Disclaimer: The views of the writer in no way match the views of rest of the Lore Hound crew. In fact, they are just as disturbed by this post as you are.
People like to dabble in role-playing, right? We automatically assume certain roles in our day-to-day interactions, we occasionally imagine ourselves as different characters living in fictional universes, we role-play during sex… and where was I? Oh yes, role-playing.
Today, I’m going to role-play an armchair game designer. And not just any game designer, but a jaded, angry, border-line maniacal fellow who wants to bludgeon you with a vicious-ass trout. Get ready because this is going to be a rant of sorts, and boy, do I have an axe to grind.
Recently, a number of gaming-related portals have posted PvP Impressions for Star Wars: the Old Republic. Turns out, the new mechanics in the game allow fights to last longer due to a lack of burst damage at mid-levels, an anti-crowd control measure for each class and an unusual approach to tanking. With regards to the latter, in most MMORPGs, the various taunts and aggro-related skills for tanks only work in PvE, with no consequence for enemy players. However, SW:TOR’s PvP mechanics make active use of those skills by having a slightly different effect. A taunted player, for example, will do -50% less damage to everyone besides the person who put the effect on him. Another example is the guard ability, which will allow tanks to take damage instead of enemies.
SWTOR seems to be taking a page from Warhammer Online, which has made use of some of the mentioned tanking mechanics for PvP. There is ‘nothing’ wrong in borrowing good ideas from other sources, provided they can be implemented into your game, right? Right. What really strikes me as odd are the people writing about their SW:TOR experience and commenting how fresh these mechanics felt. Come again?
One of the grand-daddies of MMORPGS, Everquest came out in 1999. That’s more than ten years ago, and the fact that, today, we are applauding a slight variation to combat mechanics presented back then, just shows how astonishingly confused and empty of creativity this industry has become under the iron rule of corporations. Oh there are some exceptions, sure, but a truly successful indie MMORPG-project is still an anomaly of sorts. I can already hear you guys saying – hey, that EVE game…you know it has over 300k subs, right? That’s correct, but you know what? After EVE Online, there is a real f’ing drop off in paying players who regularly contribute to niche MMORPGs.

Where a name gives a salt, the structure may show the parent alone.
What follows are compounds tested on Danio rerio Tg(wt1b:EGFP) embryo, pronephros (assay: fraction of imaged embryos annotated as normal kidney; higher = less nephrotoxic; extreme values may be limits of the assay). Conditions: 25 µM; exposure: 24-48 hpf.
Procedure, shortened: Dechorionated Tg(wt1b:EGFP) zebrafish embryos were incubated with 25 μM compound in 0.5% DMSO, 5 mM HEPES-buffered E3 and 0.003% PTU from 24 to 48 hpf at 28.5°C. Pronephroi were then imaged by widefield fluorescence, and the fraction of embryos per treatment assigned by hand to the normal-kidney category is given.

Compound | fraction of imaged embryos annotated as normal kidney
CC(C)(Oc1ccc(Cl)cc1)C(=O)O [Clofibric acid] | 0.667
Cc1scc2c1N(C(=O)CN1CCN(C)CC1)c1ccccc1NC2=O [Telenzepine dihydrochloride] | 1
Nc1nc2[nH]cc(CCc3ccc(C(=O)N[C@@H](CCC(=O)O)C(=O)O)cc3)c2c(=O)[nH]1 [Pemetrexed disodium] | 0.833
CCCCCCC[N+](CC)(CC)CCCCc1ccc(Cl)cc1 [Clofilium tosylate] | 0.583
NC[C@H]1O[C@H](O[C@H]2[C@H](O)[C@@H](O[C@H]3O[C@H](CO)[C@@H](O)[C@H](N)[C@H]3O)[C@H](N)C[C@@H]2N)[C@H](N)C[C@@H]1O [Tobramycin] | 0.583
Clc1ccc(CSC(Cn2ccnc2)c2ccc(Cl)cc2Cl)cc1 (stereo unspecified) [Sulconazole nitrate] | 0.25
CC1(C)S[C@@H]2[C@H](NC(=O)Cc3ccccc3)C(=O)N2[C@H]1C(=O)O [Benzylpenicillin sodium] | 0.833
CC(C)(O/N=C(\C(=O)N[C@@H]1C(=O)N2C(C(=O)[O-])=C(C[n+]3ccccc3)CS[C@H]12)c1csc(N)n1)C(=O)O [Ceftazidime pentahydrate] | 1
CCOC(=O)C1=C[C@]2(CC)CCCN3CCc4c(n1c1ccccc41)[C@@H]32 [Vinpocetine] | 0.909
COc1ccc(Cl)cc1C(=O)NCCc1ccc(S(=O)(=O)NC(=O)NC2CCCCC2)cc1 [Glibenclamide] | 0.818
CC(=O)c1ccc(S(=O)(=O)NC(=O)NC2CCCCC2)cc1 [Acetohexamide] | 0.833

Back to the soul-less feces of giant multinationals shoved down our throats every day (let the image sink in). I honestly don’t know of any other part of the entertainment industry where this sort of staleness is the norm and simply accepted. If comic books never introduced different heroes and types of characters, then there wouldn’t be the successful industry we have today. If every fantasy book followed the same tired formula, then the potential readership base would quickly diminish. Yet, here we are in the MMOG-land, where if you take a screenshot from one game, you might not even recognize it in comparison with its closest rivals.
So, whenever I see a game developer discussing in an interview how much creativity and inspiration they’ve put into the latest WoW clone, I’m torn between wanting to shove a pencil in my eye or reaching for that brutal trout again and bashing people over the head with it.
Let us re-iterate. We’ve come from a standard combat mechanic used in MMORPGs to a standard combat mechanic used in MMORPGs with a few tweaks, ten years later. A feature that should have been a logical step in the evolution of the genre ten years ago, if the publishers didn’t get hold of it and attempted to profit from a growing market with a tired old formula. The same principle applies to the effort to inject more story elements in to our MMOGs with cut-scenes and voice-overs – something that could have been done much earlier if the big corporations truly wished to deviate from the trends set by predecessors.
What’s next? Are we still going to applaud a fairly recent introduction of a more action-orientated combat experience? OH, WAIT. Yet another natural step in the development of the genre has been hindered by companies not willing to take a risk with a new type of combat system as soon as the technology allowed them to do so. It feels like non-target games have come to our attention only a short time ago, especially for Western audiences.
We seem to be willing to accept this situation. Oh, people grumble on forums how SW:TOR and other titles aren’t bringing anything new to the table, how they are clones of that other game, how we need to see more innovation and how blah blah blah…And if you think this article is a jab specifically at BioWare’s title, then read it again.
The point is, gamers will pay for these games and they’ll play them, at least for those initial months after launch. By doing that, they will re-enforce the trend over and over again. We can’t seem to help it, humans are one hell of a curious species. However, it wouldn’t hurt to keep in mind where our collective ‘meh’ can take the industry. To paraphrase one famous author – creatures, whose mainspring is curiosity, enjoy the accumulation of experiences far more than the pause needed to reflect on those experiences and their repercussions.
Over and out.